GEICO Joins Chamber

by Ardie Arvidson

Geico in Florence has joined the Greater Florence Chamber of Commerce. To mark the occasion, a ribbon cutting was held Tuesday with chamber ambassadors joining the celebration.

Roger Armfield is the local Geico owner. The insurance company is at 2151 W. Evans St., Suite D.

Geico has been in Florence for approximately 2½ years. Armfield said he was in Sumter for roughly 20 years.

The company offers auto, boat, motorcycle and ATV insurance. Armfield said it insures about anything that moves. He said it also offers homeowners, condo and renters insurance.

“Geico is the second-largest insurance company in the United States and has the highest satisfaction rating,” Armfield said.

There are five employees working in the Florence office.

“I want to be an active member,” he said.

Armfield is a South Carolina native. He lives in Sumter. He is married and has two grown children.

In his spare time, he enjoys spending time with family. His hobbies center on boating and fishing.

The Geico hours are 9 a.m. to 6 p.m. Monday through Friday and by appointment on Saturday.

To read the full article on SC Now, click here.

“Money Saver” Thrift Store Joins Chamber of Commerce

by Ardie Arvidson

Brenda’s “Money Saver” Thrift Store at 1553 W. Palmetto St. in Florence held a ribbon-cutting ceremony Tuesday morning to celebrate its opening and membership into the Greater Florence Chamber of Commerce.

Chamber ambassadors joined owner Brenda Branham and her staff for the occasion.

It is a family-run business with Branham’s sister, Laurie Rutrough, as manager and a niece as her only other employee.

Branham started in the thrift store business in Easley and came to Florence from Pickens. She opened on Sept. 9.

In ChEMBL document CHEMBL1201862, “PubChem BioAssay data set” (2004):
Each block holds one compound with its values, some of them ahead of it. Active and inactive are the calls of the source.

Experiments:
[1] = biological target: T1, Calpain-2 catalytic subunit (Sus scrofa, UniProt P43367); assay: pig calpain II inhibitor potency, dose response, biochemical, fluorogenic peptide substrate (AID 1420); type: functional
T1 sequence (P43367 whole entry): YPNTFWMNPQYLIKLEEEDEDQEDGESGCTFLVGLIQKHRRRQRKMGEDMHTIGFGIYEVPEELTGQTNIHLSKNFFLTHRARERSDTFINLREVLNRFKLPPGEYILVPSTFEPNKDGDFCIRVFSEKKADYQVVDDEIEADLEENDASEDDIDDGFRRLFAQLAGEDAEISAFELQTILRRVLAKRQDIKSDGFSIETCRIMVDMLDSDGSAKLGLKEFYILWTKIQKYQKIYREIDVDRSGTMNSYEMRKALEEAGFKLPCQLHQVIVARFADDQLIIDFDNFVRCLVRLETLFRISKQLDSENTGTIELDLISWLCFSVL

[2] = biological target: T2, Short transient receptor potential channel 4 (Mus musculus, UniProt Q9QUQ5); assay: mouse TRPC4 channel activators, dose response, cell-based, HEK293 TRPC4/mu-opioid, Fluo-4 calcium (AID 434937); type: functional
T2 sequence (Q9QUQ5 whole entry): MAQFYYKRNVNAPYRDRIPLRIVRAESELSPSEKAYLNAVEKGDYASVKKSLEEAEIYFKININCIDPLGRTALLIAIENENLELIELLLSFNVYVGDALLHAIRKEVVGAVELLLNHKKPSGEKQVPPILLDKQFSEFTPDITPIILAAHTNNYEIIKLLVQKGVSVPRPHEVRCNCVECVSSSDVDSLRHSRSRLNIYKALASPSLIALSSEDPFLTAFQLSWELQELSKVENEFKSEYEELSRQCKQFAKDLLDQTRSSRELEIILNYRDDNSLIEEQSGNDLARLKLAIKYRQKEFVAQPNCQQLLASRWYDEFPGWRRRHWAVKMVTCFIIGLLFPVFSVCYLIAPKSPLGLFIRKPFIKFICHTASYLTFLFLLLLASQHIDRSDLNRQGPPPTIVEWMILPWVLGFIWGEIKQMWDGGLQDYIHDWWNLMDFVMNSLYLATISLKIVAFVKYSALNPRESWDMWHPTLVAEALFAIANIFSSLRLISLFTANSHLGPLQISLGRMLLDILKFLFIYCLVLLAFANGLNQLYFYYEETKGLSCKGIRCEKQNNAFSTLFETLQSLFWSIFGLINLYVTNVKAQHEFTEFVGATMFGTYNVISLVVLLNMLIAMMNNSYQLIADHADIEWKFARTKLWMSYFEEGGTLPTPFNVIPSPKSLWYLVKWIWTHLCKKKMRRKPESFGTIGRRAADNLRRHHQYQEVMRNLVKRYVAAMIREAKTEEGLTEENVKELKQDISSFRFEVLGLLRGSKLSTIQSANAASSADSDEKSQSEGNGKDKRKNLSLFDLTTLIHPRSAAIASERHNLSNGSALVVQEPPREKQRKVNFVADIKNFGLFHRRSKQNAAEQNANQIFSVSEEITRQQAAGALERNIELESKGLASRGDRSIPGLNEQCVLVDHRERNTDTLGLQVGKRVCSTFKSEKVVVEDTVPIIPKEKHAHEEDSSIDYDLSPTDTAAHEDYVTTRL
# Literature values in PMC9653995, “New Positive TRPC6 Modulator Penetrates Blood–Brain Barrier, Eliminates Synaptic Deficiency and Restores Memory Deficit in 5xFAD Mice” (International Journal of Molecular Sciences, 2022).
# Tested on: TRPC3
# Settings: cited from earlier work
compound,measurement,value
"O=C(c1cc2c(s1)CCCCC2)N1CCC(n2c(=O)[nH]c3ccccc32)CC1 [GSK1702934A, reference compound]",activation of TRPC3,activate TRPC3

Branham said she joined the chamber at the encouragement of her sister.

Rutrough said the chamber has a great reputation for helping small businesses.

“We also wanted to get involved in the community,” Branham said.

They buy and resales items. Merchandise is acquired from scouring yard sales and auctions. Items include clothing, shoes, antiques, collectibles, jewelry, furniture, wedding dresses, baby items, exercise equipment and more.

“We also take donations,” Branham said.

She said proceeds from donated items go to the Women’s Prison Fund and for a Christmas Party for special needs children through the Waccamaw Tractor and Small Engine Club.

Through Dec. 7, Rutrough said they are running a promotion to give away a television set to someone who purchases items totaling $20 or more.

“We do deliveries and pick up,” Branham said. “And soon we will have lay-a-ways.

For additional information, call 843-702-0061 or 843-861-5179 or visit their Facebook page.

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Restaurant Opens on East Palmetto Street

by Ardie Arvidson

A new restaurant has opened on East Palmetto Street, across from the S.C. Highway Department.